Have you ever felt envious of someone who made tremendous progress in a short time? When my acquaintance started to learn to skate, compared to him I was a quiet advance. By after several months, I am the beginner when comparing us both. When my daughter was starting to learn Spanish, I was the one who had more words. After a year, she is much further. When my colleague started to learn Python, he knew nothing about coding; I was the one who speaks computer language, but now after several months it is he who knows how to communicate with machines.
Peoples differ in how fast they can learn something. Some are quick, some slow, some average. In the same conditions, one will master new skills during a month, others will need year (if he will ever manage).
Why? What makes the differences?
People often presume that it is a matter of such factors as intelligence, talents or young age. If you are very intelligent, you will grasp everything in the minute. If you were born with special gifts–let’s say for music—it will be easy for you to learn to play the piano. If you are youthful, you will learn Spanish with a quickness. If you are an old dog, you must work harder and longer.
Actually, any of these factors are core when concerns the speed of learning. They can have some impact, but most often it’s not up to them how speedily you grasp something.
Intelligence is indispensable to learn some skills (i.e. coding), but it suffices to have it above average. If you have 150 IQ it doesn’t mean you will learn to code faster than someone who has 120 IQ. Have every intelligent person learn fast or learn at all? There are many intelligent students who can’t complete college.
Inborn talent has a minor influence on learning, especially at the beginning. Talent can have influence if you want to be a true virtuoso, but if we speak about decent, but average level, it is not so important. Have every person with outstanding talent develops it? Many wasted talents are in the world.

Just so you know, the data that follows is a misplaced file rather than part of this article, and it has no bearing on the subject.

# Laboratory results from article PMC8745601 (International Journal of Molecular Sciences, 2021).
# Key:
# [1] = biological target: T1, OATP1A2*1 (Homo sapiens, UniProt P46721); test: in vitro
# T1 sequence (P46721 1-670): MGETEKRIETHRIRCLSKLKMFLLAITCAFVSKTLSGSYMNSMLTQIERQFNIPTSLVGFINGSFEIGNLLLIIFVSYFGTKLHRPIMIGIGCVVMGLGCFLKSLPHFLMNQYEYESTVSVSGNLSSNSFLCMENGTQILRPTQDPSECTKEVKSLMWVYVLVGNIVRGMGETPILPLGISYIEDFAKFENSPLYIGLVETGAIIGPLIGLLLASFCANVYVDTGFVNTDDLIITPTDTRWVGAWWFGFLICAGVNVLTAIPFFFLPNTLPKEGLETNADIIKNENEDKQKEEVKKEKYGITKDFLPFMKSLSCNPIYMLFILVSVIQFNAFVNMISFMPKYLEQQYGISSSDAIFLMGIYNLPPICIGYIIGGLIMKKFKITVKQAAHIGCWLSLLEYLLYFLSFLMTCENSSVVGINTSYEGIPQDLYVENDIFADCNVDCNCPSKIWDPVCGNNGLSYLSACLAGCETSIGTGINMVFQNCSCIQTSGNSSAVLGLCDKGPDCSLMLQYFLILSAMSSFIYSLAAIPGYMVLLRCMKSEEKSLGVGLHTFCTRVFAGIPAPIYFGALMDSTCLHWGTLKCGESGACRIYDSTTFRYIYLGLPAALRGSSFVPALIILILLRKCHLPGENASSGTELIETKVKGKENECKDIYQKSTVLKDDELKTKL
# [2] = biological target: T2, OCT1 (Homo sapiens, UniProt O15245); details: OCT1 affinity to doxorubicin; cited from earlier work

Age, as many analyses prove, is not a thing that causes people to stop learning. An adult can learn a foreign language at the same pace as a child, sometimes even faster.
So what differentiates fast learners from slow learners?
I see four elements.
First (but not the most influential) is our learning skill. Learning is a skill – just like riding a bike or swimming. If you have it strongly developed, you will move faster during studying. If you do not know good learning techniques, your learning will be slow. Many accelerated learning courses focus on this aspect: learn how to learn and you will be whoever you want. Right, but it is not all.
The second issue is self-discipline. You can have learning skills, but you can lack self-discipline. Learning is not a onetime effort, it needs consequence and grit. When you are disciplined, you make your learning faster.
The third element influencing the speed of learning is motivation. Do you want to master it or not? If not, or so-so, probably you will be learning very slowly if at all. The weaker motivation, the slower learning.
And fourth, but not least is self—confidence. What self-confidence in a context of learning means?